Box weaves these characters and many others, both two- and four-footed, into an uncompromising, unsentimental, suspenseful tale that, in the manner of a well-plotted hard-boiled mystery, has good and evil built into its characters. Even though we are on the outside looking in, and we see the various threads that weave themselves into this mystery, it isn’t easy to separate the good from the evil, and the reader is shoved back and forth between yes-he-did-it-and-no-she-didn’t almost from the opening scenes.
Jess, his central character, isn’t playing at being a rancher; he is the working owner of a working ranch, as were his father and grandfather before him-and he has no intention of giving up and walking away, leaving his land to be used for purposes he cannot accept. He leads a tough, lonely life these days, making hard decisions that are forced on him by circumstance.
Still, the reader soon sees Jess for what he is-one of the good guys, the really good ones, who try always to make decisions based on what’s the best thing for everyone in whatever situation they find themselves in. But Jess is surrounded by corruption and venality, some of it he can see and sense, some of it well hidden, existing in people he should be able to trust.
He soon finds that he must take a step, make a decision that could change his life and that of two innocent youngsters. And not in a good way. But, Jess is Jess, one of the good guys every good mystery needs, and he risks his home, his good name, maybe even his life to find and stamp out the evil that is growing around him.
This story goes to the limit in mystery guessing games, although Box always gives readers a fair chance to decide for ourselves before he outfoxes us. And he sets up interesting conundrums for us to mull over while we’re reading, and maybe for days after we’ve finished the story and the mystery is solved. A well-plotted mystery such as Blue Heaven raises many ethical and moral issues along with the requisite legal ones.
We find ourselves wondering:
Why do men who have spent their lives in law enforcement tarnish the badges they wore for years by falling so far away from their oath to serve and protect?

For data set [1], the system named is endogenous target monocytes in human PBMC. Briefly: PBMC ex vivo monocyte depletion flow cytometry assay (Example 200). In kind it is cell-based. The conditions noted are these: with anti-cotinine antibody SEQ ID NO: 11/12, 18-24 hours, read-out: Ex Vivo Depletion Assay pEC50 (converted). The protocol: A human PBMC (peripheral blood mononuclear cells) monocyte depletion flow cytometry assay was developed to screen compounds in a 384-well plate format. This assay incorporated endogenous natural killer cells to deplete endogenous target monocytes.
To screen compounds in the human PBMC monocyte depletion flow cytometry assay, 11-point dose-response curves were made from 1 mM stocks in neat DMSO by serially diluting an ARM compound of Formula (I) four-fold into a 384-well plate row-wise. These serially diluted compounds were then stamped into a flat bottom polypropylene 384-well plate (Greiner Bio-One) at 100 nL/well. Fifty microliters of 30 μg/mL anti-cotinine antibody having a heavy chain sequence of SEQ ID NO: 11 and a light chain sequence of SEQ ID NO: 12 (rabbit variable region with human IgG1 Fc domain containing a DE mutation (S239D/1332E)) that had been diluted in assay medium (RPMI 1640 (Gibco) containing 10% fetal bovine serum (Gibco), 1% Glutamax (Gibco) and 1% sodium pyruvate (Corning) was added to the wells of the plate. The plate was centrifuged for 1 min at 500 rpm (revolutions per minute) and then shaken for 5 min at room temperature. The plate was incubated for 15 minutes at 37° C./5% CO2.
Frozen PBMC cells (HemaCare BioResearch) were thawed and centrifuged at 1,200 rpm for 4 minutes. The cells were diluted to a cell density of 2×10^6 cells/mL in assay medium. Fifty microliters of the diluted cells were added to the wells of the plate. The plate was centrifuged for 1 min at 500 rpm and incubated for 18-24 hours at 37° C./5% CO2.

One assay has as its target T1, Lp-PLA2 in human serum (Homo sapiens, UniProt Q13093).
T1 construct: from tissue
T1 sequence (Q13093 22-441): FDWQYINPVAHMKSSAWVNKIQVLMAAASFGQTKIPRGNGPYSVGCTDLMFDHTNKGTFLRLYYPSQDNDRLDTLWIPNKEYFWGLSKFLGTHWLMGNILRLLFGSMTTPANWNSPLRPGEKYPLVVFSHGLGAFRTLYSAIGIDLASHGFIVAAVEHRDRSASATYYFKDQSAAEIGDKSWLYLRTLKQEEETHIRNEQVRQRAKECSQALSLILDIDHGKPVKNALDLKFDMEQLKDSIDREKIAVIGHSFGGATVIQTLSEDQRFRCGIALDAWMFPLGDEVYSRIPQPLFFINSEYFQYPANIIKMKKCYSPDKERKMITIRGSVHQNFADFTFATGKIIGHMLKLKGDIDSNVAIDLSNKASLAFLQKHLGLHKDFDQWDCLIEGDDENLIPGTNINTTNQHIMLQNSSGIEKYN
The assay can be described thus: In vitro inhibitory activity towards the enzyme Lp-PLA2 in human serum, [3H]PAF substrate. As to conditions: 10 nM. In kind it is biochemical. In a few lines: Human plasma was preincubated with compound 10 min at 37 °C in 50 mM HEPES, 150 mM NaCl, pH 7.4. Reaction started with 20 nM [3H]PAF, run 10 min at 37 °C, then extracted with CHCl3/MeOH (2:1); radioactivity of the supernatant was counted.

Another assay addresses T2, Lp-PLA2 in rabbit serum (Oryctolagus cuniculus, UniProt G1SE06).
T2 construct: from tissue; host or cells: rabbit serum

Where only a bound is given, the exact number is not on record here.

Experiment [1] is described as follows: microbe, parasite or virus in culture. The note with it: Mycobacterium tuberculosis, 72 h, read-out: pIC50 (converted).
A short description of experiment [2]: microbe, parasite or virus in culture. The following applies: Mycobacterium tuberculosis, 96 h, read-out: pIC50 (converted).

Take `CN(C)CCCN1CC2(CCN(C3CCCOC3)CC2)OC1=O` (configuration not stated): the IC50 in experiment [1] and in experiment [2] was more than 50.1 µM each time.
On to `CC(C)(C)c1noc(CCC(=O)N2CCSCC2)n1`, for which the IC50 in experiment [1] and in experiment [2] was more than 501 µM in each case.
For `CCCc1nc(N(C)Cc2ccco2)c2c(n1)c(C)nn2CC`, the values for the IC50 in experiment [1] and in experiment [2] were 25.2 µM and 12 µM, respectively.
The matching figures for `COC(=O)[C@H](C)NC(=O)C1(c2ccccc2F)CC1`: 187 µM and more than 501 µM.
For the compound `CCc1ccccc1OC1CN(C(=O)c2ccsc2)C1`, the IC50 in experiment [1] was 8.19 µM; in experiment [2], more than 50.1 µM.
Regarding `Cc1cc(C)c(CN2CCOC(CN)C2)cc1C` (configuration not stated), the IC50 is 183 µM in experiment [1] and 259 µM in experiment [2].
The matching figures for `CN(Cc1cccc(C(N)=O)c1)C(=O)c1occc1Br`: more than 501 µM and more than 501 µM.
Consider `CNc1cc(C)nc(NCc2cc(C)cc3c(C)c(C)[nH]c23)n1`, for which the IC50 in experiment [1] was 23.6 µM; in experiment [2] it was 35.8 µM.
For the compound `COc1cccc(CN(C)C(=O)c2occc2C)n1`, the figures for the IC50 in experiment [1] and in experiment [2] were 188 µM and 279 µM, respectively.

Why do bankers in a remote mountain community in Idaho fall into today’s temptations and find themselves mimicking their counterparts in the financial centers of the country?
Why do some men and women cling to the right path, even when it would be so much easier to just take that one step across the line that separates right from wrong.
Box makes us think about these things, but never steps away from the characterizations he has built, and resists the temptation to lecture his readers as some authors do. Box describes the rugged North Idaho mountain country and its equally rugged residents from the point of view of a man who knows the area and loves it. Jess’s love for his ranch and the community around it is easy to see and understand; he belongs in this place and time.
As the story wound its way through treachery and hate and fear, through courage and honesty and love, I found myself so involved with Jess that I almost stopped reading, fearing that Box would end it in what for me would be the wrong way.
But of course I read to the end. Was it the right conclusion to Jess’s story, from my point of view? Every writer and every reader knows that there is really no such thing as a right or a wrong way to finish a mystery, or any kind of fiction, for that matter. So I leave that question unanswered.
Blue Heaven is a bang-up good read, lots of action, lots of twists and turns of plot, just the right number of good and evil characters. You’ll have to decide for yourself about the conclusion